Chinook School Division relying on reserve funds to cover 2023-24 budget shortfall

By Matthew Liebenberg

The Chinook School Division will be drawing on reserves to balance the 2023-24 budget due to the growing gap between cost pressures and the provincial funding allocation.

The budget for the upcoming school year was approved during a regular Chinook Board of Education meeting, June 26.

Total operational expenditures will be $93.68 million, which includes salary increases and inflationary costs for insurance, fuel and utilities. Reserves will be used to fund a cash deficit of $3.34 million. The school division’s revenue from grants, including provincial funding, will be $84.79 million.

“The key aspect of this is the board made the decision to subsidize the $3.34 million out of the reserves, because the funding falls $3.34 million short of that,” Director of Education Mark Benesh said after the meeting. “The goal here is to not impact classrooms across the division by making additional reductions that we’ve done in the past: $6 million in 2016, about $3 million a few years ago, and $10 million over the last seven years. We just want to support our classrooms as best we can, given the limited funding we get provincially.”

The use of reserves is an option that might not be available to the Chinook Board of Education in the near future if the funding gap continues. By the end of the next school year the school division will have used 65 per cent of reserves over three years.

“In the 2025-26 school year, at some point in that year, we would have no reserves left,” he said. “The way we’re going over the next couple of years, we’ll basically tap it out.”

The funding gap is a result of a lower level of funding from the province over several years. The school division received five per cent less funding over the last seven years. Chinook had 5,910 students in the 2015-16 school year and it expects to have 5,964 students in the 2023-24 school year.

The provincial government announced additional funding for school divisions on June 1 to supplement the original budget allocation made in March. One portion of the additional funding is aimed at funding enrolment growth. This might result in an extra $140,000 for Chinook School Division based on projected enrolment in 2023-24. However, this will still mean the school division is receiving $660 less per student than in 2016.

“It would mean that we’ve got a lot less teachers, a lot less supports, a lot less coaches, counsellors, a lot less everything,” Benesh said. “They all add into that $660. But the first driver would be we have just less teachers in those classrooms. So it’s $660 less, but when you apply that out, it’s $3 million of investment across the school division, and it’s in every area.”

The other portion of the provincial government’s announcement of extra funds to school divisions is aimed at funding the hiring of classroom and other support staff to address the challenges of classroom size and composition. This allocation to Chinook School Division will be $779,434 in the 2023-24 budget, which is a funding increase of one per cent.

According to Benesh this additional funding amount presents a dilemma to the school division, because it is only for one year and there is no guarantee that it will continue thereafter or applied through a funding formula, which might reduce the amount in future years.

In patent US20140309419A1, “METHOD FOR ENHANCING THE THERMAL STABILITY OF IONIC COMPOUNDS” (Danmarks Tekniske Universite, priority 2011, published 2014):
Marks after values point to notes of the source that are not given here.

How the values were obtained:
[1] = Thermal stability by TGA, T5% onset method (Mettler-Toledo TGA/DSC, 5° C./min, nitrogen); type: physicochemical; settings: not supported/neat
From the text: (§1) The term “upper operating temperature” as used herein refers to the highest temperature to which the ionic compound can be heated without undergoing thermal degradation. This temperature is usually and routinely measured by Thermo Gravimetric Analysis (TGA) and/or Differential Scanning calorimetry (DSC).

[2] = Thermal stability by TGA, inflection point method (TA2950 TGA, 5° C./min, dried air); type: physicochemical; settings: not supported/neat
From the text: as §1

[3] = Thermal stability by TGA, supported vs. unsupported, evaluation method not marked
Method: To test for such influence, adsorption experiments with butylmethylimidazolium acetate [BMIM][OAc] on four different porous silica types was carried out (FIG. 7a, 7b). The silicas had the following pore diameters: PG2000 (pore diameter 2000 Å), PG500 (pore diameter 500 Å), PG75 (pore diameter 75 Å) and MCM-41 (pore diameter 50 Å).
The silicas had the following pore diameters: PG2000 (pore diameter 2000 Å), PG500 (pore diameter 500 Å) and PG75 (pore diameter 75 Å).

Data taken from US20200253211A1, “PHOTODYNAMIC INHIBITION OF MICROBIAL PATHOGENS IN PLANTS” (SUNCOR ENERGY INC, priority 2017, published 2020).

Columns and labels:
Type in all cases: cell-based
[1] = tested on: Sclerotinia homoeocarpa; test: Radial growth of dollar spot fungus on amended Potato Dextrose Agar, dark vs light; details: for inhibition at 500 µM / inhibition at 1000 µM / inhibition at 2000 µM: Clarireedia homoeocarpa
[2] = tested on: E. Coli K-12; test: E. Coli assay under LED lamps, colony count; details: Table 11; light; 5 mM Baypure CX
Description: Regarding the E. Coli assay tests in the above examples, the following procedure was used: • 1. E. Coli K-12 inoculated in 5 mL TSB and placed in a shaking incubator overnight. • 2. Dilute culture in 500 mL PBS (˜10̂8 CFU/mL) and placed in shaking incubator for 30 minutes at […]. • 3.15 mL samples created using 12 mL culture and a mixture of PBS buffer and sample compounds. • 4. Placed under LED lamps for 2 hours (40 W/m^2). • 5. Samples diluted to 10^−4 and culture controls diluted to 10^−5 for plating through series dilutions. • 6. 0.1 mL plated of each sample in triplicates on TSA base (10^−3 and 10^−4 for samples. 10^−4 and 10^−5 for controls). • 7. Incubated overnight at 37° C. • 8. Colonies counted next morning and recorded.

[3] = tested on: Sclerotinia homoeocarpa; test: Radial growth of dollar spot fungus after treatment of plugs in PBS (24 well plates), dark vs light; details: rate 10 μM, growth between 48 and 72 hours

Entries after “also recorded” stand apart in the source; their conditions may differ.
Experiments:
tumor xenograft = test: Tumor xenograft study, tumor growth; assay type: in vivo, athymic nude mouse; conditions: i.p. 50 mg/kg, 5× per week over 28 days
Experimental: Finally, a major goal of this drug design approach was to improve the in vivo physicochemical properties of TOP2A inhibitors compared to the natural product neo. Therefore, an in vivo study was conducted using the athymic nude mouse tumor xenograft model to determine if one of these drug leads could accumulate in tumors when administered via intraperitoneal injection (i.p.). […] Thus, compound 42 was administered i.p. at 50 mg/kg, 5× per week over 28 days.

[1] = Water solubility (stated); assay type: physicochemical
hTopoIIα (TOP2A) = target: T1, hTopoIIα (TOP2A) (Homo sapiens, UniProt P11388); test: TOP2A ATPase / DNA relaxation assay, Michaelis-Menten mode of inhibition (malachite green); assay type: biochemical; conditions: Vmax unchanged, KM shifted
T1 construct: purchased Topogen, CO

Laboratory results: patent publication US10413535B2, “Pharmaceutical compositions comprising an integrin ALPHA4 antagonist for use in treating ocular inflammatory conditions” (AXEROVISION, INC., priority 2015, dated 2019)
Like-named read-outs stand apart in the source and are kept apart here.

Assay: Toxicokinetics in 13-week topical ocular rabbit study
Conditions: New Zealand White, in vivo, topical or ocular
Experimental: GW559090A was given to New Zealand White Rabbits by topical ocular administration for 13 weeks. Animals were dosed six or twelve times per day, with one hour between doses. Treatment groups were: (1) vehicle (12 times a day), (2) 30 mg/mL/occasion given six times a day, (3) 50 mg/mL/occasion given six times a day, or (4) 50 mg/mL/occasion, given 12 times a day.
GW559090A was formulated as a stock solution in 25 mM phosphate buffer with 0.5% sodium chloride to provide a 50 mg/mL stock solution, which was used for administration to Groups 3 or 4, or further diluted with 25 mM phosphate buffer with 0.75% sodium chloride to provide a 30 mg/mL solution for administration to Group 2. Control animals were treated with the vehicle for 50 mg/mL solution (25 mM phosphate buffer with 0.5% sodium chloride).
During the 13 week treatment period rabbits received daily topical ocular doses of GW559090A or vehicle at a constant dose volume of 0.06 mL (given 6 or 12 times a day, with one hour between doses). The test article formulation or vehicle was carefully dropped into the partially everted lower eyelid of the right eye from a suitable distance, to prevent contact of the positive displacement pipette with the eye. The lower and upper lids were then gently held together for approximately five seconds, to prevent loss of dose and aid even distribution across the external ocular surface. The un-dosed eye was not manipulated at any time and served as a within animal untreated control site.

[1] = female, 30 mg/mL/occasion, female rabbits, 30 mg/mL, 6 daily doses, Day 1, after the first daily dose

“So the board has just been put in a very tough situation to have to figure out how to spend these dollars, because you lose them if you don’t,” he said. “But the fact is, we don’t want to hire a bunch of people we have to let go.”

The intention of the school division with the 2023-24 budget is basically to maintain the status quo and to absorb inflationary and cost pressures.

“There’s been some reduction,” he said. “Each year we make some reductions looking at all circumstances, because things change year to year, but we hope that utilizing reserves for that amount of money will lessen any impact there might be. … There’s always a retirement here or circumstance where there may be some reduction, but that’s very isolated. The reality of the circumstances is that we’ve pretty much maintained a status quo budget related to staffing.”

The main contributing factors to the school division’s budget shortfall is transportation costs and salary expenses. The school division is funded 80 cents for every $1 of transportation cost.

“Our fixed costs to run buses across Chinook are $2 million more than the province provides,” he noted. “The other part is that we are underfunded on the number of teachers that we have in classrooms. That’s probably about $1.5 million. The funding that we got recently offsets some of that deficit, but it doesn’t take it away. All it did is impact it slightly so that we’re using a little less reserves than we would have been a few months ago.”

The Chinook Board of Education sent out a detailed explanatory letter to parents and staff in late May to highlight the budgetary funding gap.

“The purpose of the letter was to help people understand the difficult circumstance of the board in supporting their children,” he said. “We want to help parents understand our circumstance so they also can advocate, because we advocate all the time. … We are planning some town hall meetings in the fall. The goal of it is just to be open and share and help people understand our situation, similar to the way the letter did, but just in person.”